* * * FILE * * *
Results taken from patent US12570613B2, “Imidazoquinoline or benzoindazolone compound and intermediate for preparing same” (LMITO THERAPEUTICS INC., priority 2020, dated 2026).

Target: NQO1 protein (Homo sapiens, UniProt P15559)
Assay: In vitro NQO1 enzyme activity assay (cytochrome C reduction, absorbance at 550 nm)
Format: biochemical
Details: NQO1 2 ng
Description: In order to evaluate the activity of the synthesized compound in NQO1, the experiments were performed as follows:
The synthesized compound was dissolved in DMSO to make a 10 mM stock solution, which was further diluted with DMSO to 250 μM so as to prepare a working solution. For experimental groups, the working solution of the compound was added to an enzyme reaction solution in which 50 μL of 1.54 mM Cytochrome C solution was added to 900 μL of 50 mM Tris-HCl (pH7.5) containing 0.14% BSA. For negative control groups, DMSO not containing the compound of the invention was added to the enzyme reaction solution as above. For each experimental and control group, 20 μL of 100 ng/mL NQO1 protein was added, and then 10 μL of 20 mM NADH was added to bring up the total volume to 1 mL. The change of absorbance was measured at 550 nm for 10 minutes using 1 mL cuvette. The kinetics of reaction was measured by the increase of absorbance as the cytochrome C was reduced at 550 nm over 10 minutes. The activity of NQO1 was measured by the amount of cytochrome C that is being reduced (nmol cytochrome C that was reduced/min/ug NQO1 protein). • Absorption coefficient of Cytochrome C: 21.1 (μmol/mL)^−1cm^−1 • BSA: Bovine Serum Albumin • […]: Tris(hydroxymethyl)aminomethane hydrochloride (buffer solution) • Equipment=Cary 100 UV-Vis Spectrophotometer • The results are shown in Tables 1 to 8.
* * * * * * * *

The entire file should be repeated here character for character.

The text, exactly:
Results taken from patent US12570613B2, “Imidazoquinoline or benzoindazolone compound and intermediate for preparing same” (LMITO THERAPEUTICS INC., priority 2020, dated 2026).

Target: NQO1 protein (Homo sapiens, UniProt P15559)
Assay: In vitro NQO1 enzyme activity assay (cytochrome C reduction, absorbance at 550 nm)
Format: biochemical
Details: NQO1 2 ng
Description: In order to evaluate the activity of the synthesized compound in NQO1, the experiments were performed as follows:
The synthesized compound was dissolved in DMSO to make a 10 mM stock solution, which was further diluted with DMSO to 250 μM so as to prepare a working solution. For experimental groups, the working solution of the compound was added to an enzyme reaction solution in which 50 μL of 1.54 mM Cytochrome C solution was added to 900 μL of 50 mM Tris-HCl (pH7.5) containing 0.14% BSA. For negative control groups, DMSO not containing the compound of the invention was added to the enzyme reaction solution as above. For each experimental and control group, 20 μL of 100 ng/mL NQO1 protein was added, and then 10 μL of 20 mM NADH was added to bring up the total volume to 1 mL. The change of absorbance was measured at 550 nm for 10 minutes using 1 mL cuvette. The kinetics of reaction was measured by the increase of absorbance as the cytochrome C was reduced at 550 nm over 10 minutes. The activity of NQO1 was measured by the amount of cytochrome C that is being reduced (nmol cytochrome C that was reduced/min/ug NQO1 protein). • Absorption coefficient of Cytochrome C: 21.1 (μmol/mL)^−1cm^−1 • BSA: Bovine Serum Albumin • […]: Tris(hydroxymethyl)aminomethane hydrochloride (buffer solution) • Equipment=Cary 100 UV-Vis Spectrophotometer • The results are shown in Tables 1 to 8.